Indian Dermatology Online Journal

: 2016  |  Volume : 7  |  Issue : 2  |  Page : 125--126

Juvenile capillary hemangioma

Smeeta Gajendra1, Rashmi Ranjan Das2, Manas Kumar Sahoo3,  
1 Department of Pathology and Laboratory Medicine, Medanta-The Medicity, Gurgaon, Haryana, India
2 Department of Paediatrics, All India Institute of Medical Sciences, Bhubaneshwar, Odisha, India
3 Department of Nuclear Medicine, All India Institute of Medical Science, New Delhi, India

Correspondence Address:
Dr. Smeeta Gajendra
Department of Pathology and Laboratory Medicine, Medanta-The Medicity, Sector - 38, Gurgaon - 122 001, Haryana

How to cite this article:
Gajendra S, Das RR, Sahoo MK. Juvenile capillary hemangioma.Indian Dermatol Online J 2016;7:125-126

How to cite this URL:
Gajendra S, Das RR, Sahoo MK. Juvenile capillary hemangioma. Indian Dermatol Online J [serial online] 2016 [cited 2020 Jul 11 ];7:125-126
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Full Text


Hemangiomas are benign proliferative lesions of vascular origin, which are commonly present at birth and may become more apparent at any age of life. Juvenile hemangioma may be located on any part of the body surface but is most common in the head and neck region in young children, with a girl to boy ratio of 1:3.[1],[2] It may present in skin, subcutaneous tissue, mucous membranes of lips, mouth, or internal viscera. Intramuscular hemangiomas are rare, accounting for 0.8% of all benign vascular tumors. They occur most often in young children and usually involve the lower extremities, especially the thigh. Some grow rapidly to involve the whole limb.[1],[3] Herein we describe a 2-month-old female child presenting with right limb swelling since birth. She presented with sudden increase in leg swelling with erythema [Figure 1] and fever since two weeks. The baby was of full-term gestation and delivery was normal. On examination, the swelling was warm and indurated with mild tenderness. Hematological parameters were within normal limits. A radiograph revealed a diffuse soft tissue shadow without any bony involvement or periosteal reaction. The differential diagnoses considered were subacute osteomyelitis, eosinophilic granuloma, fibrosarcoma, Ewing's sarcoma, and other rare tumors. The child underwent a diagnostic tru-cut biopsy. Histopathology revealed intramuscular lobulated cellular growth with intervening fibrillar connective tissue. These lobules contained plump proliferating endothelial cells, a combination of numerous well and poorly canalized blood vessels, which are lined by endothelial cells [Figure 2]. A final diagnosis of benign juvenile intramuscular capillary hemangioma was made. The child returned after six months with partial regression of the swelling. A complete regression was observed at one year.{Figure 1}{Figure 2}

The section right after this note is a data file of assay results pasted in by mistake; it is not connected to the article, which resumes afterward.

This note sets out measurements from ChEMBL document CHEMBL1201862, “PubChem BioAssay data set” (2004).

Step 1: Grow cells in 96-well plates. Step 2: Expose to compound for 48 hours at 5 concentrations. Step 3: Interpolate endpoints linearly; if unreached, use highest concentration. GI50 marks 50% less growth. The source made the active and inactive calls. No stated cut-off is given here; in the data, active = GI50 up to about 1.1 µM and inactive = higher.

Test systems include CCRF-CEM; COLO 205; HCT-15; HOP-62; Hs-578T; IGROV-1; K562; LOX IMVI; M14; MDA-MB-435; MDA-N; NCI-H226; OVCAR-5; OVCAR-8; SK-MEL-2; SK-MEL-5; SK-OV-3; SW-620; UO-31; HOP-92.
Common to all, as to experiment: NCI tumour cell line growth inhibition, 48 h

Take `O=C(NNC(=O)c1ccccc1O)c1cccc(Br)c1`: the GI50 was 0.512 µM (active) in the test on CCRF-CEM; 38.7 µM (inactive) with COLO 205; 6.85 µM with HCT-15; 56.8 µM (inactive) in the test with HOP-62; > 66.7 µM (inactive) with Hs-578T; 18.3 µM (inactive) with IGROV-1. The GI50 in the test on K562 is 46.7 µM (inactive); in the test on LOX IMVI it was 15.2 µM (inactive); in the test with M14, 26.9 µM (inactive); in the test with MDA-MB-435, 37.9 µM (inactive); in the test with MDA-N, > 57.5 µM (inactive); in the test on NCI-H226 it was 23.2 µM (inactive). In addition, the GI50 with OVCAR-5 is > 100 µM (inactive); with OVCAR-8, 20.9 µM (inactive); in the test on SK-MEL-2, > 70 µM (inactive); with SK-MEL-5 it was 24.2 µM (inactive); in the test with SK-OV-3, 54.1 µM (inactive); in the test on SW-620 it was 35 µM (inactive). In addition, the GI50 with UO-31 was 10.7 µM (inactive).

Juvenile hemangiomas are benign vascular tumors, characterized by a rapid proliferative phase (0-1 years) followed by spontaneous involution (1-5 years) with continued improvement for up to 12 years (involuted phase).[4] It may present with a sudden enormous increase in the swelling posing suspicion of a rapidly progressing malignant tumor. Surgical treatment is required in approximately 60% of all hemangiomas. Superficial lesions are usually amenable to surgical excision. A wide excision during proliferative phase does not always lead to complete cure, and should be avoided due to risk of major blood loss and nerve injury. Recurrence rates following surgery can be as high as 18%.[5] In our case, the hemangioma underwent a rapid involution phase. Hence, careful observation could be recommended for spontaneous regression in juvenile capillary hemangioma, wherein the lesion does not pose any life-threatening complications or impair function.

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Conflicts of interest

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